Enterprise video strategies put a huge strain on the network. Furthermore, the pace of video consumption is escalating so quickly that you can’t reasonably afford to add hardware to the network to keep up. The cost would be substantial. Furthermore, the video problem isn’t best solved by getting bigger. Instead, you need to make the network more flexible, and an enterprise content delivery network makes that possible.
Adding more bandwidth is rarely a solution for video because content can quickly use up all of the available throughput capacity. Furthermore, video content cannot tolerate any transmission problems as those issues can lead to stuttering, buffering and similar performance problems. All of these factors are further compounded by the device diversity in enterprise networks – data needs to get to users accessing video through both wired and wireless networks.
If you want to keep up with video demands, you can’t just throw hardware at it. That will just add complexity to your network, be extremely expensive and lead to the network still getting clogged as users try to watch video simultaneously. Adding to the network won’t get the job done, but using bandwidth more intelligently can do wonders. Three ways that intelligent data routing can support enterprise video plans include:
Intelligent routing is key when trying to move video data through the network.
1. Addressing the unique demands of video
Video is one of the most performance-centric types of data out there. Video data packets can’t be delayed, dropped or resent. Any of these problems can lead to significant disruption for any users consuming video on demand. When it comes to livestreams, these issues can cause users to get kicked out of the event and miss key information. You can’t afford to let these issues get in the way of your video plans.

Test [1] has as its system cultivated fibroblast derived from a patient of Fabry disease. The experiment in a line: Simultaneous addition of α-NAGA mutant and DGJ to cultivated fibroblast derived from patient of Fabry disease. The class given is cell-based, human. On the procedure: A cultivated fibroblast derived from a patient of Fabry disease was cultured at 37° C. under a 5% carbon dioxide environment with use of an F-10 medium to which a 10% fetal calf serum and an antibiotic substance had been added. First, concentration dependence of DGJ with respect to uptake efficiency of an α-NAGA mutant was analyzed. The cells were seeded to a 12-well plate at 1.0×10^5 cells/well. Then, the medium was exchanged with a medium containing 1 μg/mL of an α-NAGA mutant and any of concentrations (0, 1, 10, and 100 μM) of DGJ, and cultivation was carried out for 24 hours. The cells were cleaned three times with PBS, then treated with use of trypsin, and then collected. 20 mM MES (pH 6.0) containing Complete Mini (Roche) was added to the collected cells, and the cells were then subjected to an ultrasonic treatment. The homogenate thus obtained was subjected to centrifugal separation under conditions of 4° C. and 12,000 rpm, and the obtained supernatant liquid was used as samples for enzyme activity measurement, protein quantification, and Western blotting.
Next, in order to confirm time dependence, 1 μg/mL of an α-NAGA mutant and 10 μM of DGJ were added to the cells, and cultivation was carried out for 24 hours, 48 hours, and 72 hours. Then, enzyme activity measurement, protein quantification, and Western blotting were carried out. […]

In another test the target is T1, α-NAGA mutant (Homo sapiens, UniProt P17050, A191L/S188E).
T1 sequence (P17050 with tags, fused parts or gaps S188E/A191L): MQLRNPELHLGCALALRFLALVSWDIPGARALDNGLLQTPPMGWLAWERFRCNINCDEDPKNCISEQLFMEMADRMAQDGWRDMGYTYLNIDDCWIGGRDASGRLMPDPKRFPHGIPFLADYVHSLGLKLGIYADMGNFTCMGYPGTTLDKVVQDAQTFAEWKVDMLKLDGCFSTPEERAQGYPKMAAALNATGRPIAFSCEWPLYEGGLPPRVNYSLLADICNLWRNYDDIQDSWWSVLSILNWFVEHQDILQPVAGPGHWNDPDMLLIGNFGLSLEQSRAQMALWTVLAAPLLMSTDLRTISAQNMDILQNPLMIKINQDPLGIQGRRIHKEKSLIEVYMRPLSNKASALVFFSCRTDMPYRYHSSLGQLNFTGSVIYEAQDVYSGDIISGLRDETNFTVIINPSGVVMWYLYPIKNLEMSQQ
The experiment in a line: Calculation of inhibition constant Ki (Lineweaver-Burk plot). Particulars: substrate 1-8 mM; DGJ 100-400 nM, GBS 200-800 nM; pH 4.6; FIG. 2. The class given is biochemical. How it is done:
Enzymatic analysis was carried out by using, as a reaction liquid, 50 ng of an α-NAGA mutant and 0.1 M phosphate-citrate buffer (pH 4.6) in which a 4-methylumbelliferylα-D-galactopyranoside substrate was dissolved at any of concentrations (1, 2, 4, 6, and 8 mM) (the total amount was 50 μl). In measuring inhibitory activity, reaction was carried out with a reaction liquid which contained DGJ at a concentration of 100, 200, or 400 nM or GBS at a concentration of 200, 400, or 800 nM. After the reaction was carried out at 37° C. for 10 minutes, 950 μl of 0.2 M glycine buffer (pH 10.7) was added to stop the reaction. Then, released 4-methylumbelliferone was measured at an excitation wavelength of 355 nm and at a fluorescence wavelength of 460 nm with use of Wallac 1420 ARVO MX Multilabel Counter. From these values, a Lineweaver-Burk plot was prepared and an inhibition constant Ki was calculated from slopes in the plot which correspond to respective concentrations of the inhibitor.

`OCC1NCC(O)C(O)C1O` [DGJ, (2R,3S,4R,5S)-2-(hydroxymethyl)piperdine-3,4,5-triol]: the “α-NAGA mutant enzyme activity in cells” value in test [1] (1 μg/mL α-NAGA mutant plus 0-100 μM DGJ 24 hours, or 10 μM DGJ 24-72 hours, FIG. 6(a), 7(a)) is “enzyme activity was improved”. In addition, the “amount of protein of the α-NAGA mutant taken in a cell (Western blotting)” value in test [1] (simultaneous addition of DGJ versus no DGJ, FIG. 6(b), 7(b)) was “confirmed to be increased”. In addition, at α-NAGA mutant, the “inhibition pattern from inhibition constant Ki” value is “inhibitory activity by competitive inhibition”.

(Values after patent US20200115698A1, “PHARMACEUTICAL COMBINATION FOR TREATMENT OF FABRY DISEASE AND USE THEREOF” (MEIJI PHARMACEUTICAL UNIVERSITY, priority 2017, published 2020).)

Ethernet networks are designed to automatically drop and resend data packets if the network gets clogged. This won’t impact most of what your organization does, but if a video data packet gets dropped, you have a problem. Intelligent network routing tools ensure that video traffic will get a smooth pathway through your network, ensuring optimal performance and a consistent end-user experience.
2. Ensuring productivity
Video events can suck productivity from other workers if the network is only barely keeping up with the video demands. You can’t afford to let your employees run into data access problems because a video event is using up the vast majority of the bandwidth available on the network.
A video investment doesn’t need to be expensive.
This is another scenario where adding bandwidth isn’t a solution – single bottleneck is all that is needed to cause problems, and more bandwidth doesn’t always eliminate bottlenecks. Being able to route video traffic to minimize its impact on the rest of the network can ensure productivity within the rest of the organization.
3. Preparing for expansion
It is one thing to establish a video strategy, put some new hardware into place and let the program go for a few years. That cost wouldn’t be too bad. In most cases, however, bandwidth requirements are going to escalate quickly and unpredictably, so you need your network to be similarly flexible. Adding hardware capacity is not a scalable way to deal with video. Making your network smarter, on the other hand, creates the adaptability you’ll need to sustain a viable video strategy.
Software-defined ECDN solutions give you the data routing intelligence you need to move information through your infrastructure in the most efficient way possible. A video investment doesn’t need to be expensive. Improving the intelligence of your network ensures that video gets where it needs to go without disrupting the rest of your network. IT leaders are responsible to do more than just put video in place, they must also maximize the value potential of the strategy. An intelligent network system is essential in this process.